Experts at TÜV SÜD explain how early detection of critical assets can be carried out using an ‘electronic snooping’ sensor method.
Defects in materials of vessels and tubings are not uncommon. However, it is vital to detect them at an early stage to prevent unplanned downtime or even compromised safety and availability of process plants. Using the case study of a column, TÜV SÜD shows how this can be easily achieved with the help of acoustic emission testing (AT), while saving costs.
Pressure vessels, tubing and other pressurised plant components must undergo periodic technical inspection, focusing on strength and tightness, but also possible damage mechanisms including cracking and corrosive attacks. In the majority of cases, discontinuities are not visible from the outside, so strength testing plus inside inspection have become common practice – a complex and costly approach, as it requires pressure vessels to be drained and cleaned before the test. This causes production loss due to the system shutdown and all that comes with it, from occupational health, safety measures and delays.
AT can replace internal visual testing and part of the external inspection of a pressure vessel during the periodic inspection scope if an appropriate plan is in place. It can also be used as a monitoring tool during pressure tests, also within the scope of occupational health and safety. If certain criteria are fulfilled, pressure equipment can be tested during operation without having to interrupt production. AT can also be used for permanent monitoring, possibly in combination with the online monitoring with UT or other NDTs. Depending on the mode of operation, the possibility of excluding some damage mechanisms and the on-site situation, draining and cleaning of the pressure vessel may be waived. A prerequisite for AT is stress application during measurement, which can be in form of pressure, temperature gradient or load. When applying pressure, the test pressure PTAET should be at least 1.1 times higher than the maximum operating pressure POP.
Modern AT systems with fast processors and user-friendly operating software can process and display up to hundreds of localisations per second in real time. Also, the timing and speed of recording and analysis has increased a thousand-fold over the last few years. As a further advantage, 100% inspection and monitoring of a structure requires only a few sensors at fixed positions. Even large-scale vessels and plant components with complex geometries or difficult-to-access areas and installations can be inspected easily. Offering its real-time capability, AT is also suitable as a monitoring tool or occupational health and safety measure in gas-pressure testing. AT identifies an impending failure of the component under inspection at an early stage, allowing the test process to be safely interrupted or terminated at any time.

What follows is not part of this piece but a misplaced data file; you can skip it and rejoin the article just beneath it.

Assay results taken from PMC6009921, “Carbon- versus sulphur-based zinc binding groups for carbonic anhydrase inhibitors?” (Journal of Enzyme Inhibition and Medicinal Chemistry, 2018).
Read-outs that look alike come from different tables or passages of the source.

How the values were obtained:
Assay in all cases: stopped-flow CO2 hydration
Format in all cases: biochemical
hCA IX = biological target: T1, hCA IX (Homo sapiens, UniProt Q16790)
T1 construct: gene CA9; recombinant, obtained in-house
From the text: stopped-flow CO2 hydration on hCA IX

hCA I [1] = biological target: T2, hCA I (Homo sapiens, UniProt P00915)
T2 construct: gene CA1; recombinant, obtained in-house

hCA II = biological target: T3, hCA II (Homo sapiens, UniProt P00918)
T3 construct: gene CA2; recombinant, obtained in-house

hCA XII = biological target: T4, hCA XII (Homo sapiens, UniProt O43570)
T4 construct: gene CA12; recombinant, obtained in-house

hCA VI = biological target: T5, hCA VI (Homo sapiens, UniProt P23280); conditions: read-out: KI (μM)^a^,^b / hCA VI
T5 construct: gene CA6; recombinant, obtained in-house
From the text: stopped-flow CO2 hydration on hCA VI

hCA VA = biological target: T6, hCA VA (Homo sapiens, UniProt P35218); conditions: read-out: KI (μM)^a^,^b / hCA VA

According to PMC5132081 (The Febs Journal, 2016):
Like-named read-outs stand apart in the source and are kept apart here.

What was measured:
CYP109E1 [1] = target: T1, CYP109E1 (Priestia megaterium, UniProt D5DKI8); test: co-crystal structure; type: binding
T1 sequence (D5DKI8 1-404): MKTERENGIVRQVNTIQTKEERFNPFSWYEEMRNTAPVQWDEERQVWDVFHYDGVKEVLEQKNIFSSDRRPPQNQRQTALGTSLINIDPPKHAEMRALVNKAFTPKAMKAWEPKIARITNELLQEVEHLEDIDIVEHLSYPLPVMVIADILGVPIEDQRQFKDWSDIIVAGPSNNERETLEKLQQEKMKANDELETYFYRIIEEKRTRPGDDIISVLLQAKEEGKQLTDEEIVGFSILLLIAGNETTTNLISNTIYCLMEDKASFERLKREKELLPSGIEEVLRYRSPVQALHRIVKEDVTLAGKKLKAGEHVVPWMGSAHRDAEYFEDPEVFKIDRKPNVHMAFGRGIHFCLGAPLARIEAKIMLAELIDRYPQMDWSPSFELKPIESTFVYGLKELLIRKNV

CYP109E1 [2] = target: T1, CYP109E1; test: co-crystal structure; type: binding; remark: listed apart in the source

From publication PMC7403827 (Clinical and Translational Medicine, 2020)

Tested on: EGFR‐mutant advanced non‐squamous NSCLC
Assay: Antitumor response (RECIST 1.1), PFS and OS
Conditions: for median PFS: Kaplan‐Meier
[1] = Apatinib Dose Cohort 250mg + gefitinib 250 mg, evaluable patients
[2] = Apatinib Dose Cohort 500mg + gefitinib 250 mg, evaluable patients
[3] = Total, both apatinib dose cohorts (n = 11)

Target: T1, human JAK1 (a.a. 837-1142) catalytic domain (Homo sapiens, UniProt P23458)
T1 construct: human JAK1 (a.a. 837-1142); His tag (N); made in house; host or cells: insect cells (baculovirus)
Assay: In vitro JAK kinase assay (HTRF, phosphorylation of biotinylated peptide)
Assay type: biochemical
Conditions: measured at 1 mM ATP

AT is a non-destructive test method (NDT) for integrated detection and localisation of leakage and discontinuities. Application of the test pressure triggers changes such as plastic deformation or crack propagation in the material structure. Acoustic emissions (AE) are generated by sudden mechanical displacement in the material structure, which cause vibrations. The surrounding structure deforms elastically and bounces back, causing a transient elastic sound wave which propagates from its point of origin. To record the sound wave, the test engineers place piezoelectric sensors to the equipment under inspection before starting the loading. These sensors record the mechanical sound waves and convert them into electrical signals. The signals are transmitted to an analysis unit and to a test computer, where it is graphically displayed. Signal amplitude and the number of events are some of the parameters used for evaluation.
For evaluation, the signals are grouped into clusters based on local accumulations, where the number of signals detected in a single cluster indicates the degree of activity at that point. An effective method for assessing the measurement results involves categorising the signals and clusters in three classes according to their AE activity and intensity (Table 1), as a basis for planning the further process and pointing any necessary actions.
Case study: Testing of a column
A refinery operator commissioned TÜV SÜD to inspect a C4 column. The inside of the large vessel of the column was to undergo AT without inner visual examination. AT was to be carried out without process interruption. The vessel, manufactured in 2006 from fine-grain structural steel (P355 NH), had the following characteristics: height 74.3m, diameter 4.44m and volume 1,160m3. The wall thickness varied between 22 and 26 mm. Inside the column were numerous installed features, such as valve trays.
Prior to the test, some measures were necessary, such as 88 piezoelectric sensors were distributed across the column (the column insulation was locally removed to enable them to be positioned). Inspection windows of 20 x 20 cm had to be opened at the sensors position. Using magnetic holders combined with a couplant, the sensors could be fixed directly to the metal surface of the pressure vessel, which ensured transmission of the sound waves during measurements to the devices.
The test pressure (PTAET = 1.1 * POP) was applied by the plant manager’s control centre. The inspection was performed over 12 hours as real time online monitoring. In some areas, testing revealed active class 2 AE sources. TÜV SÜD recommended carrying out follow-up inspection of these zones in the form of classic weld inspection using UT phased array technique.